Princess Cruises - Cruisemates Reader's Cruise Reviews
CruiseMates' Readers Cruise Reviews
Princess Cruises

Crown Princess
by Bob & Wendy
July 7, 2009
Itinerary: west coast of Norway


For our 17th cruise we flew to Heathrow and took the National Express coach bus to our port of Southampton, bookable on the net, 20 UKP return, and 10 UKP for seniors. Get the bus at the Central Bus Station in the terminal 1, 2, 3 area, follow the bus signage. Book ahead, buses to the ports are full. The trip is a little under 2 hours. From Gatwick it's a little over 3 hours. From the bus station in Southampton it's a 4.60 UKP cab to the ship, and 5.60 going back after the cruise.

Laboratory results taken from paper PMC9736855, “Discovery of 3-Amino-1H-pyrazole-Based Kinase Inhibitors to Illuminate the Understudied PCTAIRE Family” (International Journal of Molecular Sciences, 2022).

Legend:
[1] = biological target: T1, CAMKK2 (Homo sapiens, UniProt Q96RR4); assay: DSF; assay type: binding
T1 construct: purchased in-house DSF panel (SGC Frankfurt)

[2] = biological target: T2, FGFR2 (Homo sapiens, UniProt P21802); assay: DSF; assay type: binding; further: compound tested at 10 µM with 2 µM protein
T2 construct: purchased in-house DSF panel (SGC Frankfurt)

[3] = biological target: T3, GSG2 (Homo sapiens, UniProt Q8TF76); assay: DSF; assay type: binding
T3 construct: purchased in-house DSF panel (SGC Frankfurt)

We arrived at the Mayflower cruise terminal at noon, luggage handling was fast, and we had our ship card by 12:15. Then there was a holdup in boarding like the old days many years ago. After getting ship cards we were sent to a large lounge with several hundred people to wait to board by colored cards handed out. After an hour and 10 minutes our color was called, with about 50 other people. Then we discovered the reason for the holdup. A minor one was the ship's portrait photographers stopping the line for boarding photos, which we declined, and kept moving. The major lineup turned out to be getting security photos done to match our ship cards. This is usually done at the ship card stations, and we saw camera cams there but not in use.


The Crown is a classy, well-appointed ship, similar in décor to the HAL and Celebrity lines, not gaudy like Carnival. We were surprised that a ship as large and new as the Crown did not have a soaring open atrium, but an older style closed atrium extending from deck 5-7. It also had the traditional promenade shops and bars along laneways rather than the newer open air street promenade concept.